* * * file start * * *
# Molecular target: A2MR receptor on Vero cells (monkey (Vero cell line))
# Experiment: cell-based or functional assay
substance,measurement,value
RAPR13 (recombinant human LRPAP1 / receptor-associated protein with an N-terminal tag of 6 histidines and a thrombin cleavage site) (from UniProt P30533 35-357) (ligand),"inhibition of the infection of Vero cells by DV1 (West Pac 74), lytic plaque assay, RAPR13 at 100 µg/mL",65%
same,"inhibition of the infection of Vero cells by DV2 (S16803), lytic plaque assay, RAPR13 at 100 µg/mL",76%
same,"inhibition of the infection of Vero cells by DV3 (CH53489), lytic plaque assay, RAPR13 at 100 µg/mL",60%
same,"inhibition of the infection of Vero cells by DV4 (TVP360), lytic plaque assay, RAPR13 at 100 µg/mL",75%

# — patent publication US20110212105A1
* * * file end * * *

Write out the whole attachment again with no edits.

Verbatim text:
# Molecular target: A2MR receptor on Vero cells (monkey (Vero cell line))
# Experiment: cell-based or functional assay
substance,measurement,value
RAPR13 (recombinant human LRPAP1 / receptor-associated protein with an N-terminal tag of 6 histidines and a thrombin cleavage site) (from UniProt P30533 35-357) (ligand),"inhibition of the infection of Vero cells by DV1 (West Pac 74), lytic plaque assay, RAPR13 at 100 µg/mL",65%
same,"inhibition of the infection of Vero cells by DV2 (S16803), lytic plaque assay, RAPR13 at 100 µg/mL",76%
same,"inhibition of the infection of Vero cells by DV3 (CH53489), lytic plaque assay, RAPR13 at 100 µg/mL",60%
same,"inhibition of the infection of Vero cells by DV4 (TVP360), lytic plaque assay, RAPR13 at 100 µg/mL",75%

# — patent publication US20110212105A1